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Igor Malyshev, Frederik Wiegant, Svetlana Mashina, Vladimir Torshin, Anna Goryacheva, Inna Khomenko, Sergey Kruglov, Dmitry Pokidyshev, Elena Popkova, Maya Pshennikova, Mariya Vlasova, Olga Zelenina, Eugenia Manukhina
Med Sci Monit 2005; 11(8): HY36-38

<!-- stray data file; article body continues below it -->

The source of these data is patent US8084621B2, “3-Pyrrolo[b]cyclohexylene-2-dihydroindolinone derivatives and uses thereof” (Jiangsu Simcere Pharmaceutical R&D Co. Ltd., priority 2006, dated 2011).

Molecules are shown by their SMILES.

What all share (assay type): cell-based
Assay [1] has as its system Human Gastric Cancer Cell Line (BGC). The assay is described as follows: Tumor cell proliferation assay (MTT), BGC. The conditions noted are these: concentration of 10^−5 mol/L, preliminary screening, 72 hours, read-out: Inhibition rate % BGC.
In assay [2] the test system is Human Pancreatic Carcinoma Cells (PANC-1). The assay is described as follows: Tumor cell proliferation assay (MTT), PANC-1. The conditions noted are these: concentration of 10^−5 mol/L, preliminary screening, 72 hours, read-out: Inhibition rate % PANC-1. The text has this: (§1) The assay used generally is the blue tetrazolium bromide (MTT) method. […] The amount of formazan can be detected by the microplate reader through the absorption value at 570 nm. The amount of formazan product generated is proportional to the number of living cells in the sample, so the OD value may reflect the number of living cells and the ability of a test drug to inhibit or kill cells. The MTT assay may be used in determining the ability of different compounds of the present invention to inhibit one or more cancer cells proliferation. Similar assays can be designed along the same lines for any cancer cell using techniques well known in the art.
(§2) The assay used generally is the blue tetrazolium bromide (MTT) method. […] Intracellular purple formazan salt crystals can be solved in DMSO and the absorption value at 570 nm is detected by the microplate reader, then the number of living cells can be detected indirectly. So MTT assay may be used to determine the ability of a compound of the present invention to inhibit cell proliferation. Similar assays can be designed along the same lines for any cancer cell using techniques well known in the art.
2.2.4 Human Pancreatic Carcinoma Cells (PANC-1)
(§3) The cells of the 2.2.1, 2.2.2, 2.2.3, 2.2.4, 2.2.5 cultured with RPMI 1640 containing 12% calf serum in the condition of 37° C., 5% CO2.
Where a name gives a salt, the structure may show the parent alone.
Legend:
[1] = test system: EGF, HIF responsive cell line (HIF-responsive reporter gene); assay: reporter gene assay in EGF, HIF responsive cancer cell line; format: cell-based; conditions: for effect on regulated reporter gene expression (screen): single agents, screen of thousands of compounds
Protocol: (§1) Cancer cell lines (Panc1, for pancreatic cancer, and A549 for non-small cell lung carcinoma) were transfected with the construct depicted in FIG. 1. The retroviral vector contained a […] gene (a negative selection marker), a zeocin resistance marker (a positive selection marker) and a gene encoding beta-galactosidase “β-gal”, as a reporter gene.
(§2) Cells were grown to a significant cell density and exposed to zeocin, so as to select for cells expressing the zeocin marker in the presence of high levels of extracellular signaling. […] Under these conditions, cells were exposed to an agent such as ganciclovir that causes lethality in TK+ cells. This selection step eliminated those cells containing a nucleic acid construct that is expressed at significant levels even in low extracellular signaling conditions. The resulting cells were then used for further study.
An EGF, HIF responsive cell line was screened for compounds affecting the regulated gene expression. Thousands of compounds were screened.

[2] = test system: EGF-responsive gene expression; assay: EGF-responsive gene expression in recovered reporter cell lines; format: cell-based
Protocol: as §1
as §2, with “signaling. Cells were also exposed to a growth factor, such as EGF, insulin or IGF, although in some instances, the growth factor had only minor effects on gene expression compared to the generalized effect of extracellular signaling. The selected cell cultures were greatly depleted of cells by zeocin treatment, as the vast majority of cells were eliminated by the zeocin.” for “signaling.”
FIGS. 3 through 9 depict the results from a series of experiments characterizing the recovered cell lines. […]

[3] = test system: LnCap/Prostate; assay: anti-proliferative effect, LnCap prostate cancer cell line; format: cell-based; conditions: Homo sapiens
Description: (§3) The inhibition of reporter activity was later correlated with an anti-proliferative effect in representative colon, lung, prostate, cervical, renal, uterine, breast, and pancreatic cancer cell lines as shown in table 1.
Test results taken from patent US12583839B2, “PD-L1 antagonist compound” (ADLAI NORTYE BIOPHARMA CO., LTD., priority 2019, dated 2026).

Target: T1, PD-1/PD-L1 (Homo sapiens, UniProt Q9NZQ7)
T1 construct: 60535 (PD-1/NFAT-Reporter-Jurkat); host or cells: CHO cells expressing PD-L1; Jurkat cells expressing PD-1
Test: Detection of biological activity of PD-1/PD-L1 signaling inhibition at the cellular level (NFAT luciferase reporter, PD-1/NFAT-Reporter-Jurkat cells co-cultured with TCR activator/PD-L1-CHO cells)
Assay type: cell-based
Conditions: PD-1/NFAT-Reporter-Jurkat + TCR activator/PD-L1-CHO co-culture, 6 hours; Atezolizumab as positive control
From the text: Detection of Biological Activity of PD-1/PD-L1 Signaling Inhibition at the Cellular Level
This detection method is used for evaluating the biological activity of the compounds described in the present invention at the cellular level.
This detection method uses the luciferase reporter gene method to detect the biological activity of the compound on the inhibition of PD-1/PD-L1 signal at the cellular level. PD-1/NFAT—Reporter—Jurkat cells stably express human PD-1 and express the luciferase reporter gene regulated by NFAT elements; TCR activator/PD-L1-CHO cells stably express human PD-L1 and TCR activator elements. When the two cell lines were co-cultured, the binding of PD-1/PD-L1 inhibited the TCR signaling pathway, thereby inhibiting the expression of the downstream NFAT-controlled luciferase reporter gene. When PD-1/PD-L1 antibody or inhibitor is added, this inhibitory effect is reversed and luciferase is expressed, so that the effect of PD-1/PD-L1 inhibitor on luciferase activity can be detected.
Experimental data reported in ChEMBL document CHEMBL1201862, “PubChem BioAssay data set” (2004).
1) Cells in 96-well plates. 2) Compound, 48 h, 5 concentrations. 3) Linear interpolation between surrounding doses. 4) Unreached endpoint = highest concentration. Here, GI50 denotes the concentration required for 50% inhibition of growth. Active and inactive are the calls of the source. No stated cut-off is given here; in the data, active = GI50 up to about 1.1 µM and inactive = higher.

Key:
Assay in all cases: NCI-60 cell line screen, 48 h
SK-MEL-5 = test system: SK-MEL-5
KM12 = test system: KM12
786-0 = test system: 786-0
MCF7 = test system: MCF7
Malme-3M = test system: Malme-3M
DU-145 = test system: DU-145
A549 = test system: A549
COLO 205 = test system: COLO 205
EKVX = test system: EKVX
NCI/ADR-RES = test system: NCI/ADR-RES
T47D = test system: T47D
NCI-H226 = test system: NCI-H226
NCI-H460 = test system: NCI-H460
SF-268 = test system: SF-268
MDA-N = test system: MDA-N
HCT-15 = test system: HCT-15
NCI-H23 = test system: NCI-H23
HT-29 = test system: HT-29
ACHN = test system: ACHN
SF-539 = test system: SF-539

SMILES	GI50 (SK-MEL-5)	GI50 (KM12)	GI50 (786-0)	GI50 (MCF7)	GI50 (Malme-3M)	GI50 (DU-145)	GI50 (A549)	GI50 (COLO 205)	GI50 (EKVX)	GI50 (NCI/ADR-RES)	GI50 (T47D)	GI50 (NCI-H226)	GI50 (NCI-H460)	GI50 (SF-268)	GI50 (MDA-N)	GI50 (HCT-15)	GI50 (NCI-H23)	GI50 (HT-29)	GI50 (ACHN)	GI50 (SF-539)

Disorders in memory and other cognitive functions in Alzheimer's disease(AD) may result from an exhaustion of adaptive reserves in the brain. Therefore it is a challenge tofind methods to increase the adaptive reserve of the organism to combat AD. Excitotoxicity, Ca2(+) homeostasisdisruptions, oxidative stress, disturbed synthesis of NO, and impaired cerebral circulation are suggestedas key pathogenic factors of AD. At present it appears that stimulation of the self-defense systems inneural cells is a promising strategy in restricting the progression of AD. These systems include thoseof antioxidants, heat shock proteins (HSPs), NO, and other so-called stress-limiting systems. Non-drugactivation of these systems can be achieved most efficiently by adaptation of the organism to environmentalchallenges, such as hypoxia. In this paper the potential of methods used in adaptive medicine is explored.The protective mechanisms of adaptation to hypoxia may be related to restriction of oxidative stressin the hippocampus, the limitation of a decrease in NO production induced by b-amyloid, and increaseddensity of the vascular network in the brain. In this review we selectively present data that supportthe idea that adaptation to hypoxia is a possible non-drug means in the prevention of AD. In our opinionthis strategy may provide a break-through in the clinical approach of this disease.